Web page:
Secondly, after sustaining an isolated upper limb injury, why did Ross risk exposure and stay where he fell despite a hut being near and on the track he was travelling. Then when he did move, he left the track and left all his gear behind. He survived by luck alone, not good decision-making.
Thirdly, why did Wilderness publish this story without adequate discussion of the errors that were made and subsequent key learning points?
– David Short, email
– Greg Ross admitted he made mistakes, including not carrying a PLB – hence his desire to speak to the media. Ross’ decision-making is explained in the article. Any key learning points are for the reader to determine. – AH
Doughboy Bay treasure trove
It was a most excellent article about the challenging Southern Circuit (‘Pure Gold on Stewart Island’, June 2015).
What was intriguing for me, was that I know Jessyca and funnily enough I met the Swiss family mentioned in the article at the Lake Rotoroa DOC campsite in Nelson Lakes National Park before they headed to Rakiura. It was great to hear they made it to Doughboy Bay. I have their email address so will forward a copy of the article to them.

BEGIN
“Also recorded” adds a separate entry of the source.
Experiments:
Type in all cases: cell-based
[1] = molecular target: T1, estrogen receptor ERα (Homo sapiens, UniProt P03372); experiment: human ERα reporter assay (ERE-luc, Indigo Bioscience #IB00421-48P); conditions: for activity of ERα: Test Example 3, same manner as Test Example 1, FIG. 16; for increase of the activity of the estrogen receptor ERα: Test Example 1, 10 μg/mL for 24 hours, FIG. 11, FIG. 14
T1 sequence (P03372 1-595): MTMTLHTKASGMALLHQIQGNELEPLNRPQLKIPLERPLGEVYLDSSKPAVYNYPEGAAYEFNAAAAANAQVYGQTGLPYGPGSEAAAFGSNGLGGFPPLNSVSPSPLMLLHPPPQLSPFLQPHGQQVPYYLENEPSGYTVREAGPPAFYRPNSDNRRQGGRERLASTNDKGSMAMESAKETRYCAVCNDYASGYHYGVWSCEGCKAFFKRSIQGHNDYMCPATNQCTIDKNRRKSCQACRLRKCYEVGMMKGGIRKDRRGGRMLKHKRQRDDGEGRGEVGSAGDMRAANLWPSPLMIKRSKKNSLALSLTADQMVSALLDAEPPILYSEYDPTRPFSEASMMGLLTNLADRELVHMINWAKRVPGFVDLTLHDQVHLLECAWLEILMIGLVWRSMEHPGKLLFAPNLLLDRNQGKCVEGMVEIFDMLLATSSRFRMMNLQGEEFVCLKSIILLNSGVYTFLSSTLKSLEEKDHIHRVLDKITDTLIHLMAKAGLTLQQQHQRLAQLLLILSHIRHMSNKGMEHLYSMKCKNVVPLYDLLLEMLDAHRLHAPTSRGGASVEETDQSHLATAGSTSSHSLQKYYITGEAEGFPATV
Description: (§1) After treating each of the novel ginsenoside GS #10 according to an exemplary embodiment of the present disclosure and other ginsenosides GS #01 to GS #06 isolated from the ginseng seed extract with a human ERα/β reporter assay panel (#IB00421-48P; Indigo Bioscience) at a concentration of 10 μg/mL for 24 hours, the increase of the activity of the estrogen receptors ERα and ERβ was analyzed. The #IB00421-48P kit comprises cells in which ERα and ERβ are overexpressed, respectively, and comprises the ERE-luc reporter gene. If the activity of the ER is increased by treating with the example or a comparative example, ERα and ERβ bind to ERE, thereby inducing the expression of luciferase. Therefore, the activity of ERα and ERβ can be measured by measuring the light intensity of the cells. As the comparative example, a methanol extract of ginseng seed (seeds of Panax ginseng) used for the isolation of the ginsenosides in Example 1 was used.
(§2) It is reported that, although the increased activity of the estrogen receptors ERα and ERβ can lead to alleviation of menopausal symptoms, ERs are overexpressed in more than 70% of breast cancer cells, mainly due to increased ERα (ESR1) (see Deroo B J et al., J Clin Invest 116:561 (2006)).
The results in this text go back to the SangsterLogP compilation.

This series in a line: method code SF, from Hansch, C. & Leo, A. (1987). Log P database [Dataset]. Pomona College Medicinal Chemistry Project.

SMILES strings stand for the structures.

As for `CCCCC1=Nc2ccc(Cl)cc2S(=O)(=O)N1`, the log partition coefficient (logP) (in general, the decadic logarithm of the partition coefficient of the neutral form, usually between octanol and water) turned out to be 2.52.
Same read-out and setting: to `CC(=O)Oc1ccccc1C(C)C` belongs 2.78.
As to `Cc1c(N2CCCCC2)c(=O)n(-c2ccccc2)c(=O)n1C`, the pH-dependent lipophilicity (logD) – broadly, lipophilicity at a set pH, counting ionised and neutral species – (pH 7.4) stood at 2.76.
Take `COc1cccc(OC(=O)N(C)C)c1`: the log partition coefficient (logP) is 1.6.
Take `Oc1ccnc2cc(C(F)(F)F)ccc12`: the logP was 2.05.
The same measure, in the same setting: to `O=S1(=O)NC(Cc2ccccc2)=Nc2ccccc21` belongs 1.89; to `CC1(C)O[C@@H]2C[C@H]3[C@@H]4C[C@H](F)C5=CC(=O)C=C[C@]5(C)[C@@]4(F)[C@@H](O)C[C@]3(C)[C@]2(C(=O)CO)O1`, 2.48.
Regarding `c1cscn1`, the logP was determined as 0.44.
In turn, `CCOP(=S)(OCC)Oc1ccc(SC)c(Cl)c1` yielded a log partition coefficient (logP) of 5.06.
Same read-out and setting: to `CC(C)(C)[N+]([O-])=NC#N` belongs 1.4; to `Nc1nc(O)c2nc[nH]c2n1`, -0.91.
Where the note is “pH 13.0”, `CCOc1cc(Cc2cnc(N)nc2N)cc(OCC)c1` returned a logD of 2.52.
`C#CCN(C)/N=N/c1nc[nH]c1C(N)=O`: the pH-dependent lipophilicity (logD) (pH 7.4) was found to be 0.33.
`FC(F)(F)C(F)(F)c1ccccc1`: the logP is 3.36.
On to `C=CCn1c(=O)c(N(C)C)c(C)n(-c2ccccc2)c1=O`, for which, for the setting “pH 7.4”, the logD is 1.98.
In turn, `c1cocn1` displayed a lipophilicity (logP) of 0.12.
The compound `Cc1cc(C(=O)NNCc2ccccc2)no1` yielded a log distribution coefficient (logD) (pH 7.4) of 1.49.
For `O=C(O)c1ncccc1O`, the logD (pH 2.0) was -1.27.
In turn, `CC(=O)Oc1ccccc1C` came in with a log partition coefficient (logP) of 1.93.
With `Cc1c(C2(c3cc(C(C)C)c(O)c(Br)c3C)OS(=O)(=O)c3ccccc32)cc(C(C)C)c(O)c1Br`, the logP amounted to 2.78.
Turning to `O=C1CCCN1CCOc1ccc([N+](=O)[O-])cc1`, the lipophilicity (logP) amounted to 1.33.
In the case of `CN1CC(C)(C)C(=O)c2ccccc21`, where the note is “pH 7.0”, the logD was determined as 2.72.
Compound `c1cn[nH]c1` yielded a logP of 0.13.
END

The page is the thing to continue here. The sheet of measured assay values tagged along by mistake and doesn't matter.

I have tramped the Southern Circuit on three occasions and always enjoyed the remoteness of the place. Doughboy Bay has a fascinating history, not only for the Japanese woman who lived in the cave there. An old Bluff fisherman, Harold Ashwell, who died in his 90s, told me of his recollections when fishing with his father as a young man. He spoke of finding the wooden hull (no planking left on it) of a sailing ship resting on the sands there back in the 1930s. Harold speculated that it was a sailing ship that caught fire further south in the 1890s, carrying a load of native timber from Southland. It was abandoned and the hull had drifted into Doughboy Bay. He suggested the hull had sunk in the quicksand there and surfaced occasionally. By Harold’s next trip it had disappeared. There might be some truth to this as Doughboy Creek cut into the sand dunes during the 1990s and uncovered a load of sawn timber. Some locals learned of this and recovered some of it and the bar in the South Seas Hotel in Halfmoon Bay is made from this timber.
Harold also told me of finding what he said was a smuggler’s hoard in Doughboy Cave, also around the 1930s. It consisted of some wooden cases of willow pattern crockery which also disappeared before their next overnighter in the bay.